Monday, 18 June 2012
Standing 'small' among giants in Yosemite
Source = e-Travel Blackboard: Mark Harada
“None can escape its charms. Its natural beauty cleans and warms like a fire, and you will be willing to stay forever in one place like a tree.”
Entering Yosemite National Park, 200 miles (322 kms) east of San Francisco, it doesn’t take long to realize how appropriate the remarks of John Muir, the eminent Scottish-born, American environmentalist, writer, scientist and champion of Yosemite, were.
There’s something very special about Yosemite. With its towering peaks of granite, cascading waterfalls and streams, Giant Sequoia trees and biological diversity, few who ever visit the park, leave without being overwhelmed by its beauty.
The focal points for any first-time visit to Yosemite are the granite monoliths of El Capitan and Half Dome. Once considered impossible to scale, El Capitan is now a mecca for rock climbers, rising to 7,569 feet. But the spiritual centerpiece of the park is the toothed Half Dome, which stands majestically at 8,842 feet. (Want to climb it? The Half Dome Cables Route hike, which runs from the valley floor to the top of the dome in 8.2 miles (13 kms) has become a popular way to scale Yosemite’s most famous rock formation, attracting thousands of hikers every year.)
Tunnel View (on Highway 41) offers the classic ‘postcard’ view of El Capitan, Half Dome and Yosemite Valley, the main focal point for visitors to the park. As great as the vista from Tunnel View is though, better views (for those with enough time and energy) can be found from Inspiration Point Trail, a 2.6 mile (4.2 km) round-trip trek starting from near the tunnel.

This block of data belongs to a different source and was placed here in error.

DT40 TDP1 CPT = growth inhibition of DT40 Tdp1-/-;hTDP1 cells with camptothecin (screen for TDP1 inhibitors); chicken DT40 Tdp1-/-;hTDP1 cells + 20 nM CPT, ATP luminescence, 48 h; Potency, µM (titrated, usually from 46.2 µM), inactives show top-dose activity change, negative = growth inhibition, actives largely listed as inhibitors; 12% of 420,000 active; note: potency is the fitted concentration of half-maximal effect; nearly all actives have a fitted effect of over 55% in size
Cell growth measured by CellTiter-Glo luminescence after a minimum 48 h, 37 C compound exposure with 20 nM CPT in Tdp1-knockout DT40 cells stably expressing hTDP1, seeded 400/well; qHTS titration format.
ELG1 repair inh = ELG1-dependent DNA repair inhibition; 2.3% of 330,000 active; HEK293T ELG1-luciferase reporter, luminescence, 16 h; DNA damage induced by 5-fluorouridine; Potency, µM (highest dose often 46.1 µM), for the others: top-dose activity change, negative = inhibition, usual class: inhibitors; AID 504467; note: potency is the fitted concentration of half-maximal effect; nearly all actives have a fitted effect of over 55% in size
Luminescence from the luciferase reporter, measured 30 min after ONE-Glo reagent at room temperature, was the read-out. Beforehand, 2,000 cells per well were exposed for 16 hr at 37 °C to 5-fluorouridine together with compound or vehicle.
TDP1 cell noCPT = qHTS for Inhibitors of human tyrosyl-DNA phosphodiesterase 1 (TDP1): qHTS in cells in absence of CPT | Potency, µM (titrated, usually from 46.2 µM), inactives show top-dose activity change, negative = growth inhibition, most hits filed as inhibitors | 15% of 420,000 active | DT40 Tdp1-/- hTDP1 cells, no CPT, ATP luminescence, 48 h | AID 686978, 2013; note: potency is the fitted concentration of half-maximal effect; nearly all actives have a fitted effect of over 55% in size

Cut by Merced River, Yosemite Valley easily attracts the lion’s share of visitors to the park. Home to beautiful meadows, stately pines, glistening pools and cascading white water ribbons, it is easy to see why the majority of visitors while away their time within its seven square mile (18 km) border.
In Yosemite Valley, and arguably the biggest draw card for sightseers to the park, is Yosemite Falls. Dropping 2,245 feet in three tiers, Yosemite Falls are North America’s tallest. For those fortunate enough to make the 7.2 mile (11.6 km) hike to its summit a stunning panorama of the valley awaits. But for the majority of tourists, the views from the base of the falls prove spectacular enough.
Nearby Bridalveil Fall is another standout attraction of the National Park. Flowing all year round at a drop of 617 feet, Bridalveil’s waterfall will appear to be falling sideways when the wind blows briskly enough. For this reason, the Native Americans called the waterfall Pohono, meaning Spirit of the Puffing Wind.
Muir, who spent two years in a small cabin alongside Yosemite Creek (one of several sojourns he made to his beloved wild), once said Yosemite was big and rich enough for “a whole life of study and aesthetic enjoyment”. And he was right. Visiting Yosemite once, twice or even three times just isn't enough.
“Everybody needs beauty as well as bread, places to play in and pray in, where nature may heal and give strength to body and soul alike.”